Click For Photo: https://www.popsci.com/sites/popsci.com/files/styles/opengraph_1_91x1/public/images/2019/02/pedernal.jpg?itok=9cmA29RbClick For Photo: https://www.popsci.com/sites/popsci.com/files/styles/655_1x_/public/images/2019/02/pedernal.jpg?itok=sbLFWoz4Click For Photo: https://www.popsci.com/sites/popsci.com/files/styles/655_1x_/public/images/2019/02/okeeffe-hands.jpg?itok=UlxRB7zN
It began with a plea to Marc Walton, a material scientist and co-director of the Center for Scientific Studies in the Arts. A collaboration between Northwestern University and the Art Institute of Chicago, the center’s mission is to help small-scale museums with big-time artifacts preserve their collections. “This is how our lab often works,” Walton says. “We’ll get some strange request from a cultural heritage institution—it’s often an object that has a problem—and we’ll respond to it.” In this case, Dale Kronkright of the Georgia O’Keeffe Museum in Santa Fe reached out about protrusions on many of the artist’s canvases between 1920 and 1950, including the 1941 rendering of Pedernal.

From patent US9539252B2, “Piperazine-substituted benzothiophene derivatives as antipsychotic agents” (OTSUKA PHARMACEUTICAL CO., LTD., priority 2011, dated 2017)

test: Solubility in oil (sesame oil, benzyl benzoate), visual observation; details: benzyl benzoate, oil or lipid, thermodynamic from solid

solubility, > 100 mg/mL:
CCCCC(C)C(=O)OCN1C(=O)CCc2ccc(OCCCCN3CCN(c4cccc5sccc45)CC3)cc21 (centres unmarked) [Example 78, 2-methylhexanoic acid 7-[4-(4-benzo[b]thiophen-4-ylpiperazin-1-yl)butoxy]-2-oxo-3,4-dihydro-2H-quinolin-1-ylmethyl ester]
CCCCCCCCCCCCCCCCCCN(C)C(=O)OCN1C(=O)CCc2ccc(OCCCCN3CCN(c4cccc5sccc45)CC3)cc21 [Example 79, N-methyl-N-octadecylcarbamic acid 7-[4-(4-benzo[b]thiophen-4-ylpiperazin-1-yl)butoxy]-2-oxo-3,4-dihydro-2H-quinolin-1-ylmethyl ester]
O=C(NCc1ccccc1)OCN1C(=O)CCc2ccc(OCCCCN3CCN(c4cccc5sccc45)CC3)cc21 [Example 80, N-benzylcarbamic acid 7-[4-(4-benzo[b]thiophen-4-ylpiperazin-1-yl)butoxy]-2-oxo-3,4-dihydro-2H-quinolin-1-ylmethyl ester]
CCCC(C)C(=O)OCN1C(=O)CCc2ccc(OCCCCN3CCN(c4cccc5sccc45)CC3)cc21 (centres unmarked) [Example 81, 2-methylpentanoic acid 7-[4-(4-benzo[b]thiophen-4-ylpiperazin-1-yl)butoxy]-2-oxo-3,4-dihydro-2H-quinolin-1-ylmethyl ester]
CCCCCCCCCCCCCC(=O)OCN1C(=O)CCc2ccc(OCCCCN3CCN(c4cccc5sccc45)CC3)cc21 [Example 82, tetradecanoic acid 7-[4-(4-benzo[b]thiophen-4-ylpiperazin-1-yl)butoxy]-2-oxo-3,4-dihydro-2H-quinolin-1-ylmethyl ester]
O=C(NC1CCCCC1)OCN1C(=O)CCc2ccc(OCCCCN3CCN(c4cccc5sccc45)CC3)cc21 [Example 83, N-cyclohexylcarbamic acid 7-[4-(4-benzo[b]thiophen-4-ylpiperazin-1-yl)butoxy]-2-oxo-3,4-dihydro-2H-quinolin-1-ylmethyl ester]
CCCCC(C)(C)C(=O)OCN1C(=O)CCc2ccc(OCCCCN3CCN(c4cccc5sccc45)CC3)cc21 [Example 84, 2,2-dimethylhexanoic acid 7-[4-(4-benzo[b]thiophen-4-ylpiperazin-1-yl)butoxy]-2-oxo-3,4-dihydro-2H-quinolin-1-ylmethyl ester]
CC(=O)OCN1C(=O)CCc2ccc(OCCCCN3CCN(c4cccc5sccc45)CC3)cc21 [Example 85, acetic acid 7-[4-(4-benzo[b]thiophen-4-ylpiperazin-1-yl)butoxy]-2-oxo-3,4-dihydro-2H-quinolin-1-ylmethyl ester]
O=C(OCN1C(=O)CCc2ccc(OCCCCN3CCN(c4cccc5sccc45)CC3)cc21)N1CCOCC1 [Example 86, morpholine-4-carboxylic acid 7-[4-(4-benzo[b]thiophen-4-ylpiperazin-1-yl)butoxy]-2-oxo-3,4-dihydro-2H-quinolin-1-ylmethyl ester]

At first, it seemed like a straightforward chemistry project. Simply analyze the materials in the paint, the condition of the canvas, and the environment in which the works are stored for clues, and report back on what might be making these pigments pop. But, Walton said, it quickly became an opportunity for a new kind of technological experiment, with Pedernal as the first subject.
Lot - Tools - Toolkit - Question - Protrusion
“We had a lot of tools in our toolkit to answer that question [of protrusion formation], but they were bulky, they were difficult to transport and set up, so we rethought the...
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